MOST DANGEROUS ANGLE TO TAKE A PICTURE? Ah... This is a good question. Often the best angle for a trick is right in the landing of Fisheye shots. I never hold my camera into a shot without looking through it. The whole point of a fisheye is to get as close as possible. If you keep a safety distance you have to crop to make the picture look good and that will change the geometry, plus you loose the desired “action point of view”. Once you are so close that you fill out the picture with everything that is necessary -spot skater pop off landing- you simply can’t afford to not look through the camera, otherwise you’ll cut hands and head, or the last step or the end of the rail. So get close or pussy off. If you understand the movements you can judge pretty much exactly where the board will, or better, will not fly if the skater looses it. Which gets me back to your question: No, I never broke any lens. Except for a splattered lip on one of my first days with a fisheye. I only broke flashes and tripods which I set up where boards fly and skaters land - deliberatly, cause it’s often the best position. And the splattered lip was a result of misjudging the distance of a flying deck. It was all of a sudden so close that I pulled back the cam vigorously toward me - without moving my head. So... If you move, move cam AND head. They you won’t ram the cam into your lips. I think the attached picture is one of the sketchiest position to be in. Backside Noseblunts tend to overshoot. But that day I just asked Eyal if he would stick it for sure. Without the slightest hesitation he said yes and I trusted him. I think I would not have taken the risk to be there if I wouldn’t know how much control Eyal has.
HARDEST TRICK TO TAKE A PICTURE OF? I don’t think it’s about tricks, it’s more about style. Like, some people have their feet together in the air, so even a Kickflip looks crappy... Others can make a trick like a Hardflip or a Nollie Inward Heel - which I consider hard to shoot - look good on a picture cause they catch it a certain way. But if I had to name the single most difficult trick to shoot, it would be a Bigspin Kickflip. There’s this old Royal ad of Gino Ianucci doing one - the only still shot I’ve seen of that trick so far... Yvo - Hardflip
WHAT’S THE MOST COMMUN MISTAKE BEGINNER-AMATEUR PHOTOGRAPHER DO? There are a whole lot of mistakes I made and I keep doing new ones all the time. But in my work as photo editor I notice some mistakes -or things that don’t match my taste- which keep pictures from being published. Trying to use a wide angle lens in a fisheye style comes up a lot... If you don’t have a fisheye, don’t try to imitate it. The distortion of the angles is completely different. Your rail will look smaller and your heads might suddenly be egg-shapped. There are many other smaller details which come up a lot; too much space above the skater’s head, weird colors, motion blur, flat contrast, not considering what’s behind and what’s around the skater, etc. But that’s all stuff you’ll eventually learn if you ask yourself and others the right questions... There’s this young photographer, Piero Good, who asked me a whole bunch of questions and sent me many pictures to analyse them. In the end he did his matura work about it and got a pretty good grade. The best part for me was to actually start thinking about stuff and learning a lot myself. It’s a whole different thing if you have to give advice, compared to taking advice... One other important thing is to never loose the courage. Keep on shooting, keep on sending stuff and keep on asking for feedback.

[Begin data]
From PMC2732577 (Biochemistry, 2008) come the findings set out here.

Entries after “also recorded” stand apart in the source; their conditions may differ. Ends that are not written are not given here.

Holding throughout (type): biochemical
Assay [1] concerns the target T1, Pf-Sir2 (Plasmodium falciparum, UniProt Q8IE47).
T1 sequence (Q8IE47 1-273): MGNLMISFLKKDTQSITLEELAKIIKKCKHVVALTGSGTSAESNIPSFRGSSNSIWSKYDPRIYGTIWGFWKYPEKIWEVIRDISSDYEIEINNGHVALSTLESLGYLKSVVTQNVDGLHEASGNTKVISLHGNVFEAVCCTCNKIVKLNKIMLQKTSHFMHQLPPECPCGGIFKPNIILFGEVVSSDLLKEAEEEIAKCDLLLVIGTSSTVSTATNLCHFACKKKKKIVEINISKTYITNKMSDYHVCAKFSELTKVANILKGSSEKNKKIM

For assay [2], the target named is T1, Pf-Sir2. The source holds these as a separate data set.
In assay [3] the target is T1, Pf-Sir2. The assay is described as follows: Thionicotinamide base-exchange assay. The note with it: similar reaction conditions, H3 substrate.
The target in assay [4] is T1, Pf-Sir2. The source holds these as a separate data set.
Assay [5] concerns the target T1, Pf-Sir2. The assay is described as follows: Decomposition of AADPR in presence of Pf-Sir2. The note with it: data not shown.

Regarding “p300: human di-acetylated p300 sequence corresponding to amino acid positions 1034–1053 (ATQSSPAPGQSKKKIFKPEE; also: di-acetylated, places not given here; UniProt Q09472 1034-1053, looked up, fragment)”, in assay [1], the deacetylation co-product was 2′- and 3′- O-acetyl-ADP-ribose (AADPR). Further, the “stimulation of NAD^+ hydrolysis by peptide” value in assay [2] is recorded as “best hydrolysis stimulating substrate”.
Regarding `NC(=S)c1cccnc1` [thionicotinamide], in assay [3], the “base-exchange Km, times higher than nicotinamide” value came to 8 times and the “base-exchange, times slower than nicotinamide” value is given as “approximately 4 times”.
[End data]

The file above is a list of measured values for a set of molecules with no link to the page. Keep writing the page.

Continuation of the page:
TYPICAL FISHEYE SHOT... I used the fish eye so much that I’m really over it. However, some situations just scream for it; either you want to add a lot of action or then you can also make things look bigger hehe... Unlike many other photographers I do not think at all that it’s a point and shoot camera. The slightest moves make dramatical changes in composition, and you need to get close, as close as possible. Otherwise it looks weird and it’s kind of obvious that the photographer is either afraid or too lazy to get in a close position where he can control composition. And with a little long time exposure combined with flashes you can always add some fancy stripes -which would look a lot more disco if the mag was color!Stefan - Hurricane
ARE THEY GOOD AND BAD LIGHTS TO TAKE A PICTURE? In general, I don’t really prefer a certain light. Some I like more, some I like less, but in the end, it’s always what you make out of the circumstances you find. That’s the main reason why skateboard photography is so interesting; You never know what to expect and you never know what you get. Working under time pressure teaches you to analyse and make a first decision quickly... That, and not knowing if the skater will make the trick gives you this great sensation of satisfaction if things work out perfectly. And it reminds you that nothing is granted. I don’t think there are many reasons to not shoot a trick, even if the light isn’t the best and the spot is kind of lame, you can still try to experiment and see if you can get something new out of it... It’s kind of poor to find an excuse to not shoot once you are at a spot -unless it’s a sequence spot and I can find some weird reason not to -film- ...
SOFT DAY LIGHT...
HARD DAY LIGHT...
Probably my favorite light at the moment; a day with “hochnebel”. A slightly cloudy or a day with strong smog gives you this really difuse light which casts almost no shadow. Like a giant softbox all over the place. It’s kind of tempting to use flashes on such days to point out the skater from a dull background, but, if I force myself to not use flashes, I’m normaly stocked on the end picture. Just need to go sure that the light is really dull enough.
This is the oppsosite of dull day light. The sky is clear, the sun is blasting and the shadows strong and sharp. Just look at the silhouette of Sven on that pyramide. He’s right under the sun. It’s the kind of light which is perefect if you want to set strng contrasts in blackwhite photography. But it’s also one of those situation where you don’t have much choice cause regular flashes are normally not of use, cause the sun is just stronger... Guess that’s why I’m not a big fan of super sunny days.
Livio - Melon
Sven - Nollie FS Heel flip
TOWARDS THE SUN This one always works but it’s difficult to find... Sun in the back, skater in front of an open space. Silhouette is programmed. You could light the skater up with a flash, but I prefer not. Kinda cliché, but if you got a situation like this, it’s hard not to take advantages of it. Luc - Noseblunt
LAST PICTURE YOUâ€™VE SHOT? Rakel, professional dancer from Barcelona
BECAUSE THERE IS NOTHING WRONG WITH HAVING A GOOD TIME
AMANDAS 25TH BI RTHDAY